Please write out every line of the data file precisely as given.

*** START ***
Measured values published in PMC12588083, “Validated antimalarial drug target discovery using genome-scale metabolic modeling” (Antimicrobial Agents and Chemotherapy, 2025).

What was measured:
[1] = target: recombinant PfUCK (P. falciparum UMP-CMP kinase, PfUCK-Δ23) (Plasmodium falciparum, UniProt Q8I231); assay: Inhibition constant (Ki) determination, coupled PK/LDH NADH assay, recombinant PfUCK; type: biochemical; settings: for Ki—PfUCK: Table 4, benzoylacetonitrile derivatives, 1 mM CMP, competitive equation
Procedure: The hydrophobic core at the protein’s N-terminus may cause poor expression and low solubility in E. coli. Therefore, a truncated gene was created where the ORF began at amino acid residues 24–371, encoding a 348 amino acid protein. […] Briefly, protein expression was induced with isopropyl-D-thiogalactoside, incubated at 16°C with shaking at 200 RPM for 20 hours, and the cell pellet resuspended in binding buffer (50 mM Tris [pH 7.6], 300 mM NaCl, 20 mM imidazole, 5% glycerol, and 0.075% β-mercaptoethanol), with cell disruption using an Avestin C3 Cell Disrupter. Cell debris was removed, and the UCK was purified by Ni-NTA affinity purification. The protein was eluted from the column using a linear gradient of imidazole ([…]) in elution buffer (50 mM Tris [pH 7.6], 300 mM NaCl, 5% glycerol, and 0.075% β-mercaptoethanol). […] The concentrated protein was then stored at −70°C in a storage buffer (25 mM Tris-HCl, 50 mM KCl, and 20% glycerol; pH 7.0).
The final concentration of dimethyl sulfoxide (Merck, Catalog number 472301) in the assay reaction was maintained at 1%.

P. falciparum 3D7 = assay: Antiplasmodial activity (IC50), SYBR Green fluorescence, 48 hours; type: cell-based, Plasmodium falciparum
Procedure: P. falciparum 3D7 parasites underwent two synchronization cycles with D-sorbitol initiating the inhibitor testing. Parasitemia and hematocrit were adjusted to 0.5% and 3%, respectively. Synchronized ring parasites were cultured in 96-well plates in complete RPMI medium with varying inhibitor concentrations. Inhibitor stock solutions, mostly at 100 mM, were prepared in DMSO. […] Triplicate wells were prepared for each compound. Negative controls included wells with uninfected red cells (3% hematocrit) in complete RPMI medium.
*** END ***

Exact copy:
Measured values published in PMC12588083, “Validated antimalarial drug target discovery using genome-scale metabolic modeling” (Antimicrobial Agents and Chemotherapy, 2025).

What was measured:
[1] = target: recombinant PfUCK (P. falciparum UMP-CMP kinase, PfUCK-Δ23) (Plasmodium falciparum, UniProt Q8I231); assay: Inhibition constant (Ki) determination, coupled PK/LDH NADH assay, recombinant PfUCK; type: biochemical; settings: for Ki—PfUCK: Table 4, benzoylacetonitrile derivatives, 1 mM CMP, competitive equation
Procedure: The hydrophobic core at the protein’s N-terminus may cause poor expression and low solubility in E. coli. Therefore, a truncated gene was created where the ORF began at amino acid residues 24–371, encoding a 348 amino acid protein. […] Briefly, protein expression was induced with isopropyl-D-thiogalactoside, incubated at 16°C with shaking at 200 RPM for 20 hours, and the cell pellet resuspended in binding buffer (50 mM Tris [pH 7.6], 300 mM NaCl, 20 mM imidazole, 5% glycerol, and 0.075% β-mercaptoethanol), with cell disruption using an Avestin C3 Cell Disrupter. Cell debris was removed, and the UCK was purified by Ni-NTA affinity purification. The protein was eluted from the column using a linear gradient of imidazole ([…]) in elution buffer (50 mM Tris [pH 7.6], 300 mM NaCl, 5% glycerol, and 0.075% β-mercaptoethanol). […] The concentrated protein was then stored at −70°C in a storage buffer (25 mM Tris-HCl, 50 mM KCl, and 20% glycerol; pH 7.0).
The final concentration of dimethyl sulfoxide (Merck, Catalog number 472301) in the assay reaction was maintained at 1%.

P. falciparum 3D7 = assay: Antiplasmodial activity (IC50), SYBR Green fluorescence, 48 hours; type: cell-based, Plasmodium falciparum
Procedure: P. falciparum 3D7 parasites underwent two synchronization cycles with D-sorbitol initiating the inhibitor testing. Parasitemia and hematocrit were adjusted to 0.5% and 3%, respectively. Synchronized ring parasites were cultured in 96-well plates in complete RPMI medium with varying inhibitor concentrations. Inhibitor stock solutions, mostly at 100 mM, were prepared in DMSO. […] Triplicate wells were prepared for each compound. Negative controls included wells with uninfected red cells (3% hematocrit) in complete RPMI medium.